Why Should You Replace Eggs in Baking?

Why you should replace eggs in baking.

Well, for quite a few reasons, actually. Reasons to replace eggs include:

  • Economics: considerable fluctuations in global egg supply and pricing
  • Health concerns: cholesterol content, avian influenza outbreaks, etc.
  • Lifestyle: vegan/vegetarian diets
  • Shelf-life and handling: egg products have a limited shelf-life and can lead to HACCP issues
  • Allergen: egg is considered a top allergen in the U.S., creating a challenge for food producers

Another great reason? Most egg replacers are entirely cost effective and may even end up saving you money.

What can I use to replace eggs?

In the baking industry, most egg replacers are made of:

  • Protein concentrates and isolates: milk, whey, soy, pea, lupine
  • Polysaccharides (gums, hydrocolloids): xanthan gum, guar gum, fibers
  • Cyclic oligosaccharides: cyclodextrins
  • Emulsifiers: soy lecithin, sucrose esters

Ideally, egg replacers should be able to substitute for up to 100% of the egg content, while providing the same physical and sensory attributes equivalent so your consumer won’t tell the difference. Each comes with its advantages and disadvantages:

Component Functionality Advantages/Disadvantages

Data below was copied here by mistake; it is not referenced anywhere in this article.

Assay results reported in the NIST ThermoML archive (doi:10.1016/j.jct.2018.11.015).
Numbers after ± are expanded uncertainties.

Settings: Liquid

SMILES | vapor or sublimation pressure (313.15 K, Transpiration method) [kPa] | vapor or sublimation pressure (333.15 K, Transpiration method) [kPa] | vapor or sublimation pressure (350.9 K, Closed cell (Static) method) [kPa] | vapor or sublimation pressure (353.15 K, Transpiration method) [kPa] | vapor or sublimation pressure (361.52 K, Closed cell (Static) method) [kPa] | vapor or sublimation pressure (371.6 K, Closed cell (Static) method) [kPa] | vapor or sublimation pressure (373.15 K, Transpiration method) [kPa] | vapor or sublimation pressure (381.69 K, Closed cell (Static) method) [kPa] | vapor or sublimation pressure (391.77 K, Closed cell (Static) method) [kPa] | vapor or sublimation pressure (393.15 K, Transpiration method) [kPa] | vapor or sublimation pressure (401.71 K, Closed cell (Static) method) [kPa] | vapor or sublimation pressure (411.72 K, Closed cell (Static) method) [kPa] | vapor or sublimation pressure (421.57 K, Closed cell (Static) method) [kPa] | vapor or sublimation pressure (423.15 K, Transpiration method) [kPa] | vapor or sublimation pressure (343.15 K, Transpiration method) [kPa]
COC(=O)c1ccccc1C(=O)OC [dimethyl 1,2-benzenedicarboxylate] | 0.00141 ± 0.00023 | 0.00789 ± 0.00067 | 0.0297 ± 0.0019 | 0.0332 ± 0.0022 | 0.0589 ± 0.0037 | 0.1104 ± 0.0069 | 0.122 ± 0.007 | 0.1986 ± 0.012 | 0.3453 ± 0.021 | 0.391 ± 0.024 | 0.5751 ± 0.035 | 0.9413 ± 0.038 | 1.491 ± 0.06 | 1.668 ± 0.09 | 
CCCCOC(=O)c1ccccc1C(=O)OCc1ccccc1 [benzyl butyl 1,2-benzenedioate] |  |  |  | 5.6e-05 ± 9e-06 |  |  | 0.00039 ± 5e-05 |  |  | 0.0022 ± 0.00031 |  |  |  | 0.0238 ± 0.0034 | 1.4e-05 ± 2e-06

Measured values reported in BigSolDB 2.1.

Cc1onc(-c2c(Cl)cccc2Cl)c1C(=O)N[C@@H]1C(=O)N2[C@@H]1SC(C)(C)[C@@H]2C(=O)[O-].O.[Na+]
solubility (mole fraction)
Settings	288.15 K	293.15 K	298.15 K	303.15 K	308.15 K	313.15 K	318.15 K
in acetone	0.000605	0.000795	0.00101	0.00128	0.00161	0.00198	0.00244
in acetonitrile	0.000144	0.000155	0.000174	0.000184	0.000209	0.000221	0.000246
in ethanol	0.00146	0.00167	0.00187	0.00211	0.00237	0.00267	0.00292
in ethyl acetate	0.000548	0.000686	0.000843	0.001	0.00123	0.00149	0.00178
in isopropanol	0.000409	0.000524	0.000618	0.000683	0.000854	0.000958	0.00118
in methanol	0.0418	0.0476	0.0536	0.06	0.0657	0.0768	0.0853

Proteins (concentrates/isolates)
  • Foam structure
  • Elasticity
  • Firmness
  • Water binding
  • Potential allergenicity
  • Flavor issues (bitterness)
  • Volume reduction10
  • Emulsifier required10
Polysaccharides /gums
  • Internal structure
  • Thickening,
  • Development of very high viscosity at low shear rates.
  • Tendency to aggregate and fall out of solution/dispersion
  • Good thermostability
  • Structure and texture
  • Synergistic with proteins
  • Stable in broad pH range
  • No influence on flavor and color
  • No influence on batter pH and viscosity
  • Emulsification and binding
  • Potential allergenicity
  • Not enough functionality

About the Author:

Lin Carson, PhD
Dr. Lin Carson’s love affair with baking started over 25 years ago when she earned her BSc degree in Food Science & Technology at the Ohio State University. She went on to earn her MSc then PhD from the Department of Grain Science at Kansas State University. Seeing that technical information was not freely shared in the baking industry, Dr. Lin decided to launch BAKERpedia to cover this gap. Today, as the world’s only FREE and comprehensive online technical resource for the commercial baking industry, BAKERpedia is used by over half a million commercial bakers, ingredient sellers, equipment suppliers and baking entrepreneurs annually. You can catch Dr. Lin regularly on the BAKED In Science podcast solving baking problems. For more information on Dr. Lin, subscribe to her "Ask Dr. Lin" YouTube Channel, or follow her on LinkedIn.

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